Joe and Mary Ann McDonald's

Wildlife Photography

April - May 2006


Tip of the Month

The Best All-Around Lens

While Mary and I carried several lenses on our recent trip to Antarctica, we used two almost exclusively. For wildlife, when we needed a closeup or when a subject was distant, or when we wanted to do a telephoto extraction of a landscape, we usually used our 500mm lenses. I have a 600, which I use on our Kenya photo safaris, but I'm using the 500mm more and more because it is lighter and just plain that much easier to carry. But that's not the best all-around lens.

For that, I'd have to say it was the other, heavily used lens, the Canon 28-300 f3.5-5.6 IS, and for Mary, it's older version, the 35-350, a non-IS version. Now, however, Mary's choice is the 28-300 because we now have two! She wanted IS, and felt that at 350mm her lens was soft, and she didn't buy my argument that the new lens only went to 300, anyway, so just don't use 350mm. The IS is a great feature, though, and, at 28mm, we both have the equivalent of about a 35mm WA because of the EOS 1D Mark II's 1.3X magnification factor. Of course, when I use a full-frame sensor, I have a true 28mm WA.

This lens, for us, is not specifically a wildlife lens but instead is a general, all purpose lens. It focuses close, close enough to fill a frame with a monarch butterfly, and the floating aperture of f3.5-5.6 is generally not a problem because fast shutter speeds, with the subjects we're shooting with this lens, is not required. Admittedly, I've replaced this lens with a Tamron 28-105 f2.8 for my wide-angle gorilla work, because I often need a fast lens in those low light conditions, but for virtually anything else, the lens works wonderfully.

If I were traveling and could only carry one lens, this would be it. Although I haven't shot the lens with a 1.4X tele-converter, it will accept one, although the lens won't zoom all the way back to 28mm when you do so. Instead, the zoom stops at around 50mm, which makes sense anyway, for you're really only trying to increase magnification when using a converter. Like I said, I haven't shot with a 1.4X, and I'm not very confident that the images would be very sharp -- but in a pinch, if you needed the extra magnification, you would have it.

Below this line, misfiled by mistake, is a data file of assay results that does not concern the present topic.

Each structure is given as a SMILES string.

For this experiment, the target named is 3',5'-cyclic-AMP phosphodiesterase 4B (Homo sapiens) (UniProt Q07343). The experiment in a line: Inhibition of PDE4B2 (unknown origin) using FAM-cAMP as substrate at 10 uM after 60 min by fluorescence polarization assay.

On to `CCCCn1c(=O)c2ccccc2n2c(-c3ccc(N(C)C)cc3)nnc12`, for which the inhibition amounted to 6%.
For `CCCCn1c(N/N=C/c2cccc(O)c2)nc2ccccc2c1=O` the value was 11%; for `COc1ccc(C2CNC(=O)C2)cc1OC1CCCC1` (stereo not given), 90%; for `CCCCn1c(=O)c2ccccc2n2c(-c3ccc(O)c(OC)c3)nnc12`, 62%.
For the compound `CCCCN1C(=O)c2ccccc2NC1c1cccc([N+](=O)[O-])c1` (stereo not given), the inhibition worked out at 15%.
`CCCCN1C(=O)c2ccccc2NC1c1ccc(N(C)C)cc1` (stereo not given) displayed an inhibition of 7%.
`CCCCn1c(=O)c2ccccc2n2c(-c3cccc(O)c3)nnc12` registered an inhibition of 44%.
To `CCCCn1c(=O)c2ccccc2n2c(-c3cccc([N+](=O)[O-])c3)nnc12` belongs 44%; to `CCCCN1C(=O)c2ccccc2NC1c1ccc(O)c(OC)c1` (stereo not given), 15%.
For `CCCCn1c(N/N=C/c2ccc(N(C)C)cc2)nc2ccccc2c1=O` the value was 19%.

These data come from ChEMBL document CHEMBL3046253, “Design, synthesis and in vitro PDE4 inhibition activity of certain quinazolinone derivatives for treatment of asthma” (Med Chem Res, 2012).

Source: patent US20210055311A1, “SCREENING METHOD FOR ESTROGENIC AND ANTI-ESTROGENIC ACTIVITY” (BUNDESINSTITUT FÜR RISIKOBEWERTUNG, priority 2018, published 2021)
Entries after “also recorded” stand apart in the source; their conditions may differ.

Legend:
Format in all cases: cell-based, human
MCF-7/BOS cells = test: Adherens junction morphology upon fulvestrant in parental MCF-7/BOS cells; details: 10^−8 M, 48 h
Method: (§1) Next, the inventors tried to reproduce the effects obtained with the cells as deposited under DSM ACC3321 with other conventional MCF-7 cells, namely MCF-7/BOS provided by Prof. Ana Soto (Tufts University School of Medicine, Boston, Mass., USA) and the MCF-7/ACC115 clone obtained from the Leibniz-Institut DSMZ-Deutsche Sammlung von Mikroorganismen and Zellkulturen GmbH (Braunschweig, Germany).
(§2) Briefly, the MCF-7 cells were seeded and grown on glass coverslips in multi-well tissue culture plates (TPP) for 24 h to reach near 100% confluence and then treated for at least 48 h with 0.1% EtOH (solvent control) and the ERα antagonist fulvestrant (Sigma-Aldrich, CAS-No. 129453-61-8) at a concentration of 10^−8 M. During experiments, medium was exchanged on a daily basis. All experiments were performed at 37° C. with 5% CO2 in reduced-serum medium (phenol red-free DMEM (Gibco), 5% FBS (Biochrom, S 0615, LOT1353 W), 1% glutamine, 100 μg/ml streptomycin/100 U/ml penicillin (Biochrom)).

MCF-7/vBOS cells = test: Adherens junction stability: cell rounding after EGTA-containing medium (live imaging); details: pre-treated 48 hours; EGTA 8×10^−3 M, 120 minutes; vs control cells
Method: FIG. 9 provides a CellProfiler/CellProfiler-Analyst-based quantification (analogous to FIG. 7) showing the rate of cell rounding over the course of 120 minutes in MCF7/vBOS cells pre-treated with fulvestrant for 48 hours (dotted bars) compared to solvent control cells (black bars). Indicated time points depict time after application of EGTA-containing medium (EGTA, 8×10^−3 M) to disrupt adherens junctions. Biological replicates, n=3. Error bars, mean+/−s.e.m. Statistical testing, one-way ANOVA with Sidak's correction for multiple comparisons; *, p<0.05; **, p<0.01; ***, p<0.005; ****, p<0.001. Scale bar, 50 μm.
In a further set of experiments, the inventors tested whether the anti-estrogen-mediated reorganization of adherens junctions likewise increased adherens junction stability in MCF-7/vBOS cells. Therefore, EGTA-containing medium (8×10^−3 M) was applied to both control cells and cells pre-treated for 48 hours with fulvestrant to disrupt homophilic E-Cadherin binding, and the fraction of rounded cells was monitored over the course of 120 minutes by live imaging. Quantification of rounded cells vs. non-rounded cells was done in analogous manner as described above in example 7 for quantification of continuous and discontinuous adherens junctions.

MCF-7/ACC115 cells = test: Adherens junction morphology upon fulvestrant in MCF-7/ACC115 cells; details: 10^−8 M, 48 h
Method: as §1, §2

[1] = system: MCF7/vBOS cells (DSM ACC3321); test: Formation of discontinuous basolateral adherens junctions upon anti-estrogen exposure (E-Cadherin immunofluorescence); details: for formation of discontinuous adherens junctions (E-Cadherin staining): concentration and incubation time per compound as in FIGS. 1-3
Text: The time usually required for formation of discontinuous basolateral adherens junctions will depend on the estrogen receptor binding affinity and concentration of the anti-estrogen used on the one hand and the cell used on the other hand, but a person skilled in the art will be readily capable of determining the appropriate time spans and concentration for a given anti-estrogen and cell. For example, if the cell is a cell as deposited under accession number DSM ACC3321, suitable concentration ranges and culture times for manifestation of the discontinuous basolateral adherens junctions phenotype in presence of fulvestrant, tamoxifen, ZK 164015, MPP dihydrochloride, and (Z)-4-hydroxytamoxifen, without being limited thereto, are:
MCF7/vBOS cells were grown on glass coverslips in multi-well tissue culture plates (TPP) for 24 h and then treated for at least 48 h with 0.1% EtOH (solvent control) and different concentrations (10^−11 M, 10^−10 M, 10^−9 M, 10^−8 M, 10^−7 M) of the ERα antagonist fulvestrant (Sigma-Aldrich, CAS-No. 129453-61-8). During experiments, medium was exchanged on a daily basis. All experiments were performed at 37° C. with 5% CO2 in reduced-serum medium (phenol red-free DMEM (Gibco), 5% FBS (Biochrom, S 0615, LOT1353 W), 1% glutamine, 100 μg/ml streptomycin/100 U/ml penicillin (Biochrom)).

I've heard reports, presumably posted on websites that I'm not reading, that may claim that the lens isn't very sharp. Indeed, it probably isn't as sharp as most of my prime lenses, or my razor-sharp 70-200 f2.8 zoom, but consider the focal range. With that in mind, that huge range of mm's, this is a very sharp lens. How sharp? I haven't done a lines/inch lens test, but I've edited images shot with the lens, and consider this:

In our 2006 BBC Wildlife Photographer of the Year Competition entries, 15 of Mary's 28 images were shot with this lens. I had 8 of my 24, and after applying some 'Unsharp Mask' in Photoshop, as I did for virtually all my entries, regardless of the lens used, the images we produced were sharp. Several of this total of 23 images shot with the 28 or 35-350 zoom were hand-held as well, shot from a zodiac as we cruised in the Antarctic. So I'd say, these are sharp lenses.

To my recollection, only one other photographer had the 28-300 on that trip (purchased at my urging), and he loved the lens, too. You will too.

Our Past Photo Tips of the Month:


ProShow Gold
Digital Slide Program

Workflow and Workload -
You Can Keep Ahead

  New Lens Covers for
Long Lenses

 Keep Your Head Up

 DIGITAL- Digital Birding

 DIGITAL -Shoot for the Future

 DIGITAL-Shoot for the Future, Part II

 Capture 1's Most Useful Features

maximizing depth of field digitally

  Backing Up Your Digital Files - you'll need more than you think

 DIGITAL Photographing scenes with extreme exposure values

 NPN- Nature Photography Network - a digital forum for nature photography

 Digital Pro Image Management Software

 Watch Your Backgrounds
The potential of composites or shooting in RAW format

 A Great Website for Information - the Singapore Nature Photography Society

 Save Your Equipment from Crashing!

 The L-Bracket, the ultimate camera bumper

At the Pulse of Life
by Fritz Polking

 Carry Your Gear!

 Shooting in Inclement Weather

 Carry-on Luggage for small commuter flights

 Visual Echos Tele-Flash for the 580EX Flash

 Ask Questions
Before You Go

 Seize the Moment!

Geared Focusing Rail for Macro Work 

 Protecting your long lens from SAND, the pleasures of beach photography

 How do we protect our gear from dust, and carry our gear when on safari

 The Ultimate Flash Bracket
Padding Your Wimberley
Tripod Head

  Specular highlights and the flashing frog
 Using TTL flash with Hummingbirds  Testing your Flash's Aim
Maximum Depth of Field and Hyperfocal Distance - they're not the same thing!  If you see it, it's too late -- a lesson in anticipation  How do you shoot the Moon?
  Low level tripod work  A great depth of field guide  Wimberley 400 and 600mm IS plate

 Sigma's 120-300mm F2.8 APO HSM zoom lens

 Using The Wimberley Gimbal head with a camera body

 Sigma's 120-300 f2.8 APO
zoom telephoto lens

 Custom Function 4-1 for Nikon and Canon shooters

 Sighting in a very, very long lens
 The Nature Photography Network - a super website for images and information
  Take a Workshop First   Luck, what is it?  Don't take in baby wild animals

  Airline Carry-On Luggage -Let your concerns be heard!

 Disconnect -- travel precautions

Photograph America Newsletter
 Wildlife Portraiture

 Obey the Rules
The Ti Chi Stalk
Photographing Critically Endangered Sites Bushnell Night Vision Optics  Adobe Photoshop 7 for $300

 The Sibley Bird Guides

 Removing Cactus Spines

 Drying out boots with newspaper

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